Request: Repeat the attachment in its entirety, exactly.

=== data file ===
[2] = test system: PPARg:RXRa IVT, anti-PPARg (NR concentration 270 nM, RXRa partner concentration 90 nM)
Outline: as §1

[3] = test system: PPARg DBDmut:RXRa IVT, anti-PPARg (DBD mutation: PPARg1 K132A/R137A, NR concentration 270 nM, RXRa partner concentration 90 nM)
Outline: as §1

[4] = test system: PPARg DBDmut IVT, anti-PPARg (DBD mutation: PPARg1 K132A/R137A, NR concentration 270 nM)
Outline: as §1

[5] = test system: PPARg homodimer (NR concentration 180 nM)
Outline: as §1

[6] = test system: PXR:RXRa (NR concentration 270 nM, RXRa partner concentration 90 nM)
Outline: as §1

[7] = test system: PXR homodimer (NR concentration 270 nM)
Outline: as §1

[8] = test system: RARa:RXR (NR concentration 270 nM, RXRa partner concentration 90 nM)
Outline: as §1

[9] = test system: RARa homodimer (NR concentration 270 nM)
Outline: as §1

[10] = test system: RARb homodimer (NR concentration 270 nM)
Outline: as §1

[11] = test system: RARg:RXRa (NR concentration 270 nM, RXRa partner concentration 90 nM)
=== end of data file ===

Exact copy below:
[2] = test system: PPARg:RXRa IVT, anti-PPARg (NR concentration 270 nM, RXRa partner concentration 90 nM)
Outline: as §1

[3] = test system: PPARg DBDmut:RXRa IVT, anti-PPARg (DBD mutation: PPARg1 K132A/R137A, NR concentration 270 nM, RXRa partner concentration 90 nM)
Outline: as §1

[4] = test system: PPARg DBDmut IVT, anti-PPARg (DBD mutation: PPARg1 K132A/R137A, NR concentration 270 nM)
Outline: as §1

[5] = test system: PPARg homodimer (NR concentration 180 nM)
Outline: as §1

[6] = test system: PXR:RXRa (NR concentration 270 nM, RXRa partner concentration 90 nM)
Outline: as §1

[7] = test system: PXR homodimer (NR concentration 270 nM)
Outline: as §1

[8] = test system: RARa:RXR (NR concentration 270 nM, RXRa partner concentration 90 nM)
Outline: as §1

[9] = test system: RARa homodimer (NR concentration 270 nM)
Outline: as §1

[10] = test system: RARb homodimer (NR concentration 270 nM)
Outline: as §1

[11] = test system: RARg:RXRa (NR concentration 270 nM, RXRa partner concentration 90 nM)